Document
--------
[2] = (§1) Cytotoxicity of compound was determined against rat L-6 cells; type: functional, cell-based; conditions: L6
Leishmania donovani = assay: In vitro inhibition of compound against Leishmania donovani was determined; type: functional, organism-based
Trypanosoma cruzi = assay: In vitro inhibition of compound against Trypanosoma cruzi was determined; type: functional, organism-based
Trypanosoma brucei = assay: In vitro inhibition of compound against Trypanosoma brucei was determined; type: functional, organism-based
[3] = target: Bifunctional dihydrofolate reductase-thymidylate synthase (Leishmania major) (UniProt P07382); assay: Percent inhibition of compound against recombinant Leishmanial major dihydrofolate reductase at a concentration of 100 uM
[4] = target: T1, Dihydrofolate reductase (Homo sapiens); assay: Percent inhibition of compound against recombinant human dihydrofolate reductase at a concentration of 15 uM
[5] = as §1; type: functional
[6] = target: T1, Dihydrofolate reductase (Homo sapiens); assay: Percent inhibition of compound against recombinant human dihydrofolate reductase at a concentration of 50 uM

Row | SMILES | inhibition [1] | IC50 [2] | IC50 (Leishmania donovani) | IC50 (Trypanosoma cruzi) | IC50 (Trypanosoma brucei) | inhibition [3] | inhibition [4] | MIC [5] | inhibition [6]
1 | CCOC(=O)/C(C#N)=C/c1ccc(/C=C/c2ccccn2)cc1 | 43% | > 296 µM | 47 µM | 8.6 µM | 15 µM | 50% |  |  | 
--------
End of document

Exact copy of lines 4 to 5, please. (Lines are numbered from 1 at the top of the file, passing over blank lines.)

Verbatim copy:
Trypanosoma brucei = assay: In vitro inhibition of compound against Trypanosoma brucei was determined; type: functional, organism-based
[3] = target: Bifunctional dihydrofolate reductase-thymidylate synthase (Leishmania major) (UniProt P07382); assay: Percent inhibition of compound against recombinant Leishmanial major dihydrofolate reductase at a concentration of 100 uM